• Changes in customer needs
  • New market opportunities
  • Tools and technologies that enable better performance

We recommend every company have an alignment manager (or an Office of Alignment) that works directly with the executive team. This person supports the organization by ensuring each component of the company aligns. They ensure value eroding aspects of the organization are reduced or eliminated. They are responsible for increasing performance across the company through alignment.

Alignment Management Methodology. The recommended components are: purpose (e.g. mission, vision, and values); strategy, goals, and activities.

Manage communication silos

Aligning an organization requires effective communication. The best strategy will create no value if it is not communicated on time. At the same time, the best of strategies align with reality. It's critical for functional managers and individual contributors to share their discoveries. Therefore, communication systems — and the silos that form around them — need to be in sync with your company’s alignment strategy.

Poorly managed silos hamper an organization’s ability to perform and react to change. This is caused by the low mean response time for new information to be acted on. As a result, alignment managers should ensure teams remain between 3 and 7 people in size, following the 3-max-7 rule.

Smaller teams are always more efficient, at the cost of lower total productivity. Teams greater than 7 people are exponentially less efficient. A 14 person team is 4.3x less efficient, despite only having 2x more people.

Create the right structure for aligned work to happen

While individual teams can remain under 7 people in size, projects often cannot. Projects regularly span tens and hundreds of people. This conflict of priorities create a paradox. How do we complete large projects without spending too much time communicating or creating silos?

This is where the Alignment Management Methodology helps.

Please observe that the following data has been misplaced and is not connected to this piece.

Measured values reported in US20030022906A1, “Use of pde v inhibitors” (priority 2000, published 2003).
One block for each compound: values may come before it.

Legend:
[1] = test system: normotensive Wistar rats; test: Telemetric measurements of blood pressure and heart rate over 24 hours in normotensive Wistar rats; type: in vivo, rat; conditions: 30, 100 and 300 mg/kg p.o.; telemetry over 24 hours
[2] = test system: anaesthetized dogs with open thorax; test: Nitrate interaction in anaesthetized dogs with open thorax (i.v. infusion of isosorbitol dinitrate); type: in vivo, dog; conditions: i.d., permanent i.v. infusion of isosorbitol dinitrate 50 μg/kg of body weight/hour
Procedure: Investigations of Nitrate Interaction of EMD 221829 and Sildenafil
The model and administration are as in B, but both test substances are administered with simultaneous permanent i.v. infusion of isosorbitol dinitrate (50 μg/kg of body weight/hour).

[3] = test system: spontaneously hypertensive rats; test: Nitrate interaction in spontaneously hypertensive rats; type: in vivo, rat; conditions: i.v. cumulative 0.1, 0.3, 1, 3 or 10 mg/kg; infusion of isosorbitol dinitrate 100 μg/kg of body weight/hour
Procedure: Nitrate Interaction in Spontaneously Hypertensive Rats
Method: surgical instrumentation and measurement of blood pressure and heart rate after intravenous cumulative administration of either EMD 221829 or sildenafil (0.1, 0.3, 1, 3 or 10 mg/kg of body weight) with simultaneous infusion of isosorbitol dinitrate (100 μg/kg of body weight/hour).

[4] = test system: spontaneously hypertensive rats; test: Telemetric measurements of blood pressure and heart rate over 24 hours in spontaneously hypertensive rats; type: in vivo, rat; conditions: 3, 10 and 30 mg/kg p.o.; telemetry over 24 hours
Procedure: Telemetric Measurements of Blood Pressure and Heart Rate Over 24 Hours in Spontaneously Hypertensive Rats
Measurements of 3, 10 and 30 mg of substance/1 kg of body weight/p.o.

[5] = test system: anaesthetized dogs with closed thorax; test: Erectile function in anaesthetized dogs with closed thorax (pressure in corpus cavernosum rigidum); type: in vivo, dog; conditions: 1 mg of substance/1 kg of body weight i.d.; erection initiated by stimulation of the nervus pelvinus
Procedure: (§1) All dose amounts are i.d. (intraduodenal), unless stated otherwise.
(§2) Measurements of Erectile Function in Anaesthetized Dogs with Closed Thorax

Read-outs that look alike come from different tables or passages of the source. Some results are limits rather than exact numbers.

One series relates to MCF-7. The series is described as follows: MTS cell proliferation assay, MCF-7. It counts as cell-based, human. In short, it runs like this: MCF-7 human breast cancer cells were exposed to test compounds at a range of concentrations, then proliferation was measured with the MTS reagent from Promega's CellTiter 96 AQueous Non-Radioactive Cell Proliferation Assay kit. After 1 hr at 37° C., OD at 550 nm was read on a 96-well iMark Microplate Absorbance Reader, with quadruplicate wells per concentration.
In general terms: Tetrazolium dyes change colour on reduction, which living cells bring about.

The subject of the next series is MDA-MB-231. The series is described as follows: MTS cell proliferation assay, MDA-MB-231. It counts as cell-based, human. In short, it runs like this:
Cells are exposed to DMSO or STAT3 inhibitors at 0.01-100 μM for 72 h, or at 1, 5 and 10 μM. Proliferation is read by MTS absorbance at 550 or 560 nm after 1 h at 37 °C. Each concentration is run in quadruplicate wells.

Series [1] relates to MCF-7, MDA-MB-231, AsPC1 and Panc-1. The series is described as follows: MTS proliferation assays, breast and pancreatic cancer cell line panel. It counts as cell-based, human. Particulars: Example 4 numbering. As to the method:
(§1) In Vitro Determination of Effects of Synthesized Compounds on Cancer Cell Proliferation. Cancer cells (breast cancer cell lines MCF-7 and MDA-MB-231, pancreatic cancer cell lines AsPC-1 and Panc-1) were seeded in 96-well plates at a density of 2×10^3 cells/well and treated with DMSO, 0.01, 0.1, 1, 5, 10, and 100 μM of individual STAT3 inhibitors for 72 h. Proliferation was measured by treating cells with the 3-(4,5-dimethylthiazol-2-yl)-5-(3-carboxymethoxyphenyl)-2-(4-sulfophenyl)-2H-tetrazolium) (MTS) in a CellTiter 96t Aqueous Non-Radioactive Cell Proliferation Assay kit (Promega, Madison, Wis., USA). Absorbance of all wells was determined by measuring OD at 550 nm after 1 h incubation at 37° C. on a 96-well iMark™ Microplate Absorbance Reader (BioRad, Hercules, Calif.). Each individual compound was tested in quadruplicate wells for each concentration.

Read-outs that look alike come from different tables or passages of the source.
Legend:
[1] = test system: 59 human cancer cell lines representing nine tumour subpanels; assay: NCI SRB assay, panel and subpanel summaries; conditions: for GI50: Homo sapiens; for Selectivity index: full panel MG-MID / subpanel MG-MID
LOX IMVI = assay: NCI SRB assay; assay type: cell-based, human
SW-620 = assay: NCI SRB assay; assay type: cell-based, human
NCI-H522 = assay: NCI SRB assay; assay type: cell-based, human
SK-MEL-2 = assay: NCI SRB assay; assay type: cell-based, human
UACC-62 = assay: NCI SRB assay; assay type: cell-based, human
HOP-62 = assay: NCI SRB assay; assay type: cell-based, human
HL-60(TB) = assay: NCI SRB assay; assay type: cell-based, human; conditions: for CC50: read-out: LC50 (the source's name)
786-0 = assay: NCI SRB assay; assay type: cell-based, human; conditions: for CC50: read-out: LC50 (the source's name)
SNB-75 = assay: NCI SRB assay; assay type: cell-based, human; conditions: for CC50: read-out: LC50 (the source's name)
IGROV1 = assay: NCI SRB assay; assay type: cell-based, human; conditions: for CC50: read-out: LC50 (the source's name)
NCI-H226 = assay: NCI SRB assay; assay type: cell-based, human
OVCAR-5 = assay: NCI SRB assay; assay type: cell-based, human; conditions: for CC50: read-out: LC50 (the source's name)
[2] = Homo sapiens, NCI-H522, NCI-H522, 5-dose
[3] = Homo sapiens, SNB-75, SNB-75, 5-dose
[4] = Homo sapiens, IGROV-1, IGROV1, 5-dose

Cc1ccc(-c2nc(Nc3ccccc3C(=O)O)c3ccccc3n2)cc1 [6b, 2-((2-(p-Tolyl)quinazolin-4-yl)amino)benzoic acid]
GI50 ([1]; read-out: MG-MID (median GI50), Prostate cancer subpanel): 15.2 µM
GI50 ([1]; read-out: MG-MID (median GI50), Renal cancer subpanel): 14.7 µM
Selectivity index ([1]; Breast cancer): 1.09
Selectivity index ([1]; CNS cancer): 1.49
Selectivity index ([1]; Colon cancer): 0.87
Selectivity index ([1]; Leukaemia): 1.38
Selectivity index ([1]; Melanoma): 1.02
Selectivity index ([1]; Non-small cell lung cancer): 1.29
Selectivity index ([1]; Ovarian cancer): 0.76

Start by creating the right context and architecture for aligned work to occur in. Alignment managers should work with individual teams to connect their execution to strategy. There are several tools they can use to create context, including:

  • Goal setting with frameworks like SMART, OGSM and OKRs. We recommend every company use a goal setting and accountability framework.
  • Communicating the company’s strategy through visual tools like the Business Model Canvas or SWOT analysis. Ensure the team understands how the business is addressing the market opportunity and why it matters. Include every team member in this exercise, regardless of their role (e.g. engineer, marketer, or manager).
  • Modeling the organization through tools like the Balanced Scorecard. These tools can help discover areas of misalignment. Pay special attention to activities, initiatives, or people that are not connected to the rest of the company.

To make this context actionable, capture this information in an accessible place. Don’t let this information live only in a few individual’s heads or in unstructured meeting minutes. Tools like Minsilo can help to improve the visibility of this context and connect it back to execution.

Address the human side of work

Alignment Managers also are critical to bridging people in an organization. They can help foster psychological safety and connect disconnected teams. Google found psychological safety as the number one contributor to their teams’ performance. This supports research in the field of behavioral psychology on rapport and trust-building in enabling effective collaboration.

People work better with people they know well. But, given the time investment required for rapport, Alignment Managers need to be strategic in how they connect people. There are a few ways to do this: